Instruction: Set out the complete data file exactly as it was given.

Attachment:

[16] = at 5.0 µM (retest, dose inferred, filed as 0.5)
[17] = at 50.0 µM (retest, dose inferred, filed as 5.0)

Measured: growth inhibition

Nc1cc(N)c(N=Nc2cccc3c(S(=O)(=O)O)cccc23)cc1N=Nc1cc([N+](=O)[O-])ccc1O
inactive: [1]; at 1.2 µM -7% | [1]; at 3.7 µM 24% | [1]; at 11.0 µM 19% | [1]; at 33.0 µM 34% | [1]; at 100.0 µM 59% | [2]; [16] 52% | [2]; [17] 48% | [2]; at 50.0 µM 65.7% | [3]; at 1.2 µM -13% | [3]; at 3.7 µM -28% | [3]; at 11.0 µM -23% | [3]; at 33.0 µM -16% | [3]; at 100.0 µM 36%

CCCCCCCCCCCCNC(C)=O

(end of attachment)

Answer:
[16] = at 5.0 µM (retest, dose inferred, filed as 0.5)
[17] = at 50.0 µM (retest, dose inferred, filed as 5.0)

Measured: growth inhibition

Nc1cc(N)c(N=Nc2cccc3c(S(=O)(=O)O)cccc23)cc1N=Nc1cc([N+](=O)[O-])ccc1O
inactive: [1]; at 1.2 µM -7% | [1]; at 3.7 µM 24% | [1]; at 11.0 µM 19% | [1]; at 33.0 µM 34% | [1]; at 100.0 µM 59% | [2]; [16] 52% | [2]; [17] 48% | [2]; at 50.0 µM 65.7% | [3]; at 1.2 µM -13% | [3]; at 3.7 µM -28% | [3]; at 11.0 µM -23% | [3]; at 33.0 µM -16% | [3]; at 100.0 µM 36%

CCCCCCCCCCCCNC(C)=O